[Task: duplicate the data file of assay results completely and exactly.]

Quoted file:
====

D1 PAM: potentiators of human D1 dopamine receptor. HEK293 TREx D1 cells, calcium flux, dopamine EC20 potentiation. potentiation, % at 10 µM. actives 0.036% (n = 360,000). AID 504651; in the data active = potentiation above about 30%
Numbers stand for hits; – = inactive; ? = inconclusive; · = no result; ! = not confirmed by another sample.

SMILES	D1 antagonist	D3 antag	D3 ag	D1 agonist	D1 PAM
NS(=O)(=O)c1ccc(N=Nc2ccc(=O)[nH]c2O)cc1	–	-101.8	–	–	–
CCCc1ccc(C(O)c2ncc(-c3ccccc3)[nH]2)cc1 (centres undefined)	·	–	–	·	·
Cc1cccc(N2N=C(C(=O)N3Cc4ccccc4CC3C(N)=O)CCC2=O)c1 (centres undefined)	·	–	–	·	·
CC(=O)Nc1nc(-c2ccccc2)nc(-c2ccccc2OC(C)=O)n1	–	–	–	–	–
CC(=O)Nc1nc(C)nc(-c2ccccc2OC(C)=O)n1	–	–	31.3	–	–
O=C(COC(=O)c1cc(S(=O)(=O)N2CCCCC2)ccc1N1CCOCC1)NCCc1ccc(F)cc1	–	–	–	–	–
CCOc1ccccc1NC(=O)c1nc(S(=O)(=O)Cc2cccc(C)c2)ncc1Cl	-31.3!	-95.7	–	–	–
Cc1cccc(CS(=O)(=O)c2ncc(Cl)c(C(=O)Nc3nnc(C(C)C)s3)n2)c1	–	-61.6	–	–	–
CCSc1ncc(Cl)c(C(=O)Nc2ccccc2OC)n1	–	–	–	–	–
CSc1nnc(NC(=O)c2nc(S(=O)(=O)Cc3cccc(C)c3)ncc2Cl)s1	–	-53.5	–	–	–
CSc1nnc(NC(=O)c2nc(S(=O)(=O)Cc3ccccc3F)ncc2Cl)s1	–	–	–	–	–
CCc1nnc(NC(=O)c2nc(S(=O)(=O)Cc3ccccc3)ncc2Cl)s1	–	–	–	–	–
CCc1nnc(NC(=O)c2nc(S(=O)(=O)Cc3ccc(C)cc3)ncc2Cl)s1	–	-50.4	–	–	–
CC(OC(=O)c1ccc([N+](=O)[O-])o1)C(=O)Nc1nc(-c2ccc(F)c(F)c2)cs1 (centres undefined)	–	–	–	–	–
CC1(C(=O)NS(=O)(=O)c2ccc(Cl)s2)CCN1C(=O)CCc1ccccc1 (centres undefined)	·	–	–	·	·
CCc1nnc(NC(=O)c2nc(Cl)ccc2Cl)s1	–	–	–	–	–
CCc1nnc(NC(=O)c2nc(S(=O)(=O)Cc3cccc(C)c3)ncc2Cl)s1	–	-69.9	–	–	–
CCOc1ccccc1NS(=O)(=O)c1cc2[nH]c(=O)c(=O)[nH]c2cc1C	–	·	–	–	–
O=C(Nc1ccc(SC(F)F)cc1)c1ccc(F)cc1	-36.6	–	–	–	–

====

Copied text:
D1 PAM: potentiators of human D1 dopamine receptor. HEK293 TREx D1 cells, calcium flux, dopamine EC20 potentiation. potentiation, % at 10 µM. actives 0.036% (n = 360,000). AID 504651; in the data active = potentiation above about 30%
Numbers stand for hits; – = inactive; ? = inconclusive; · = no result; ! = not confirmed by another sample.

SMILES	D1 antagonist	D3 antag	D3 ag	D1 agonist	D1 PAM
NS(=O)(=O)c1ccc(N=Nc2ccc(=O)[nH]c2O)cc1	–	-101.8	–	–	–
CCCc1ccc(C(O)c2ncc(-c3ccccc3)[nH]2)cc1 (centres undefined)	·	–	–	·	·
Cc1cccc(N2N=C(C(=O)N3Cc4ccccc4CC3C(N)=O)CCC2=O)c1 (centres undefined)	·	–	–	·	·
CC(=O)Nc1nc(-c2ccccc2)nc(-c2ccccc2OC(C)=O)n1	–	–	–	–	–
CC(=O)Nc1nc(C)nc(-c2ccccc2OC(C)=O)n1	–	–	31.3	–	–
O=C(COC(=O)c1cc(S(=O)(=O)N2CCCCC2)ccc1N1CCOCC1)NCCc1ccc(F)cc1	–	–	–	–	–
CCOc1ccccc1NC(=O)c1nc(S(=O)(=O)Cc2cccc(C)c2)ncc1Cl	-31.3!	-95.7	–	–	–
Cc1cccc(CS(=O)(=O)c2ncc(Cl)c(C(=O)Nc3nnc(C(C)C)s3)n2)c1	–	-61.6	–	–	–
CCSc1ncc(Cl)c(C(=O)Nc2ccccc2OC)n1	–	–	–	–	–
CSc1nnc(NC(=O)c2nc(S(=O)(=O)Cc3cccc(C)c3)ncc2Cl)s1	–	-53.5	–	–	–
CSc1nnc(NC(=O)c2nc(S(=O)(=O)Cc3ccccc3F)ncc2Cl)s1	–	–	–	–	–
CCc1nnc(NC(=O)c2nc(S(=O)(=O)Cc3ccccc3)ncc2Cl)s1	–	–	–	–	–
CCc1nnc(NC(=O)c2nc(S(=O)(=O)Cc3ccc(C)cc3)ncc2Cl)s1	–	-50.4	–	–	–
CC(OC(=O)c1ccc([N+](=O)[O-])o1)C(=O)Nc1nc(-c2ccc(F)c(F)c2)cs1 (centres undefined)	–	–	–	–	–
CC1(C(=O)NS(=O)(=O)c2ccc(Cl)s2)CCN1C(=O)CCc1ccccc1 (centres undefined)	·	–	–	·	·
CCc1nnc(NC(=O)c2nc(Cl)ccc2Cl)s1	–	–	–	–	–
CCc1nnc(NC(=O)c2nc(S(=O)(=O)Cc3cccc(C)c3)ncc2Cl)s1	–	-69.9	–	–	–
CCOc1ccccc1NS(=O)(=O)c1cc2[nH]c(=O)c(=O)[nH]c2cc1C	–	·	–	–	–
O=C(Nc1ccc(SC(F)F)cc1)c1ccc(F)cc1	-36.6	–	–	–	–